Thought for the Day - Rabbi Lionel Blue
Dad wanted me to become a famous boxer and my ma a property lawyer. But I wanted to become a revolutionary who’d blow their bourgeois world to bits – i was going through a difficult adolescence. After a terrible row we compromised. I’d take a respectable degree, and then go to hell my own way.
So I went up to Oxford to read history because by studying the past, Marxist fashion, I’d be better prepared for the coming revolution. After the second world war revolutions were two a penny - They came and went yet to my chagrin little changed and I couldn’t understand why” One set of oppressors turned into another lot of ruthless look alikes. Sometimes better, often worse. Everyone shouted power to the people but the people never got much for the power hungry had already grabbed it.
In disgust, I forsook politics and economics and concentrated instead on my own inner spiritual revolution. If I couldn’t change the world I could at least change myself. But spirituality without materialism degenerates into pious escapism and materialism without spirituality is a road to nowhere.
I think that capitalism is still the most efficient system for producing wealth, But uncorrected it distributes that wealth unfairly, preoccupied with money more than need. Like all materialism it assumes a direct connection between happiness and wealth which isn’t generally true. It also encourages envy, people taking pleasure in what they’ve got and others haven’t, which is sick. It makes too many billionaires and beggars.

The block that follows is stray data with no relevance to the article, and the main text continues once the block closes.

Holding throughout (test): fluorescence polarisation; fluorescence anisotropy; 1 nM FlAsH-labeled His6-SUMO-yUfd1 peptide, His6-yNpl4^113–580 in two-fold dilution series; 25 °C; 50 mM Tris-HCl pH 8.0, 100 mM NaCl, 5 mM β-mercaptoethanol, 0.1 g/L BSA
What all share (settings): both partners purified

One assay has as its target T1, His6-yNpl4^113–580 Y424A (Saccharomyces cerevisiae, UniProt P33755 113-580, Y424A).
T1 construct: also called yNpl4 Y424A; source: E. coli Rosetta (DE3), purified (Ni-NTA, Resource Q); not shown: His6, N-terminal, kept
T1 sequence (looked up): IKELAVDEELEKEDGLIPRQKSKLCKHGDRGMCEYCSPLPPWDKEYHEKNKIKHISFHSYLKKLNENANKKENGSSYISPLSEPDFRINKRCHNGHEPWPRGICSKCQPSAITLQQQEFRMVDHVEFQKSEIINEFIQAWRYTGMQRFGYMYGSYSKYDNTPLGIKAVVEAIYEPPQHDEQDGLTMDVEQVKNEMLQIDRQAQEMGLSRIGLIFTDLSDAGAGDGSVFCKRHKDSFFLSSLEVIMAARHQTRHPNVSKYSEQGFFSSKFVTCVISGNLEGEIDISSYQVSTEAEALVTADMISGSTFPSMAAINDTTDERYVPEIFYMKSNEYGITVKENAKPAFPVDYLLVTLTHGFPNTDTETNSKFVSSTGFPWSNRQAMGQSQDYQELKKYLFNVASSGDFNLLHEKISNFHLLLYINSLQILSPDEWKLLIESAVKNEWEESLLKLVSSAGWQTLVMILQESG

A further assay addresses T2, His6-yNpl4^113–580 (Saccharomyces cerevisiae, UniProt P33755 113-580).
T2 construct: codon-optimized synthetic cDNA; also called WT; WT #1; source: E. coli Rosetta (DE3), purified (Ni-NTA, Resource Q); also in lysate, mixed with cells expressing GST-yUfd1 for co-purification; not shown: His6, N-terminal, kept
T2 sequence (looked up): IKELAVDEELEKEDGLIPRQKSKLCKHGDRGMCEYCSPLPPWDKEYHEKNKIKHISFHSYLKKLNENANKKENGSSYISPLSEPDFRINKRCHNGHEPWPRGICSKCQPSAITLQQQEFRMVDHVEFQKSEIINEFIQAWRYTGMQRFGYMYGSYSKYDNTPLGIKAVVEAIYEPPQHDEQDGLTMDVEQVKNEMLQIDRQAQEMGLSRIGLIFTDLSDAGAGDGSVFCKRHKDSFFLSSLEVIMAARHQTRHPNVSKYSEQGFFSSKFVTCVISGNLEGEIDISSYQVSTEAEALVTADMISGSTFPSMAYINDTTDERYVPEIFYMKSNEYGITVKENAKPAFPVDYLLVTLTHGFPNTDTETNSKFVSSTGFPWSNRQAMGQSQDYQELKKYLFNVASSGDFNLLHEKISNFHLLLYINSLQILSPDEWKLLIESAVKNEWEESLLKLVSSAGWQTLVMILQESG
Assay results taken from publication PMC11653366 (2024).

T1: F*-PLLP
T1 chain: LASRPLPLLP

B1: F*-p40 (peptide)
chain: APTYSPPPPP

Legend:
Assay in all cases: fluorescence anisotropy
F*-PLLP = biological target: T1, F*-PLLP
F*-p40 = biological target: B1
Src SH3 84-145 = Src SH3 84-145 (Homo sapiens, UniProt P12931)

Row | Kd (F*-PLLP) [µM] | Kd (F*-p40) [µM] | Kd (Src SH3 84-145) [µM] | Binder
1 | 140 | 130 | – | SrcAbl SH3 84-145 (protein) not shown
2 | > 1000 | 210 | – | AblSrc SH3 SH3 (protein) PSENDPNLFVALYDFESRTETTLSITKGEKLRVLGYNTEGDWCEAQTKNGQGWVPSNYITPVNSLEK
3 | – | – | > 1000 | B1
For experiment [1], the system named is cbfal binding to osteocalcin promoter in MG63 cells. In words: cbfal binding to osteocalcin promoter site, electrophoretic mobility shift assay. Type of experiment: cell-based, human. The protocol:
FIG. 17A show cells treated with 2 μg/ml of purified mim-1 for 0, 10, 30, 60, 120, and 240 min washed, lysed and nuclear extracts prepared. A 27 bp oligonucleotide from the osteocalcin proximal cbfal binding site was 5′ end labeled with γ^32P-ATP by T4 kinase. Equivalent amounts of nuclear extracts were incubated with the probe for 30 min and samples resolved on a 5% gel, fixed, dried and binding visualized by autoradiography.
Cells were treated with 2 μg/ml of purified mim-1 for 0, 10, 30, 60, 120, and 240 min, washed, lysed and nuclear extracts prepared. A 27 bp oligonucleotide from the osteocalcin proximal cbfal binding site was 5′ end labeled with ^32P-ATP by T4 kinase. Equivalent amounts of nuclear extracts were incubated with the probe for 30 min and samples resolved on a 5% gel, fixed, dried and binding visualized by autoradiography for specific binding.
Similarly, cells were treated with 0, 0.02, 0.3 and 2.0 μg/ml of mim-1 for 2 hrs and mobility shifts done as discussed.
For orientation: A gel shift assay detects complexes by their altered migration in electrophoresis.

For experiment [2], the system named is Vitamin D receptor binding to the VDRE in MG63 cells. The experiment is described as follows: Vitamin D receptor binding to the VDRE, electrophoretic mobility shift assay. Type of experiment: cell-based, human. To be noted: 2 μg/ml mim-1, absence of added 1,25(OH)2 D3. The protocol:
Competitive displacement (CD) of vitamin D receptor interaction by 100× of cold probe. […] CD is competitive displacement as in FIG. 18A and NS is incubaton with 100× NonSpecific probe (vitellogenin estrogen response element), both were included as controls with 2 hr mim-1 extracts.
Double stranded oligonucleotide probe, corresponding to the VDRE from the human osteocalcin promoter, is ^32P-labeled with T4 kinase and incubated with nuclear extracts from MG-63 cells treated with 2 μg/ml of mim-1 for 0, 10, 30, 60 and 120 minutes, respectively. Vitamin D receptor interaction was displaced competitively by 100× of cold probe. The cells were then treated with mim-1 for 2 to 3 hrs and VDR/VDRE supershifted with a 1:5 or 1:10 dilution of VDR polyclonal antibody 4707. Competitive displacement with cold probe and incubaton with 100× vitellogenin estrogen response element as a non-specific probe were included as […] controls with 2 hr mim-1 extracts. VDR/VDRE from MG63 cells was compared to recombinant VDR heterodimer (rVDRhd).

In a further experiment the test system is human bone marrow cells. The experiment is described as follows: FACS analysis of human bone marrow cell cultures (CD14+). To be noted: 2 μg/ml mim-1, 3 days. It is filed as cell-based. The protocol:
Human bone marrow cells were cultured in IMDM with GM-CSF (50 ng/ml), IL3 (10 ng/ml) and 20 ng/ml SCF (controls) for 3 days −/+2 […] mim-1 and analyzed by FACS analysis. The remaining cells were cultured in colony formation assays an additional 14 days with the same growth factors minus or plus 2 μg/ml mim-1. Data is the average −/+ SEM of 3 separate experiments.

I think our European crisis goes deeper than a failure in politics and economics because it covers a more fundamental failure in public trust and confidence, which covers the declining honesty and integrity of a rat race society. A spiritual crisis underlies our economic one. But I’ve been cheered by the little groups of decent business-people workers and clergy I’ve encountered trying to put the spiritual and material together. They get little publicity though they sacrifice their precious free time and holiday money for it. They give me hope.
I remember Christmas in a holiday hotel. After the carols and cabaret, the women received bottles of perfume and the men bottles of after shave and that was that. The bewildered kids couldn’t believe their covetous eyes. ‘Don’t they get presents too?’ I whispered to the waiter. ‘Zey don’t pay’ he said succinctly ‘so zey don’t get.’ The kids were learning the materialist facts of life fast. They deserve better.
Available since: Mon 28 Nov 2011
Reflections from a faith perspective on issues and people in the news.
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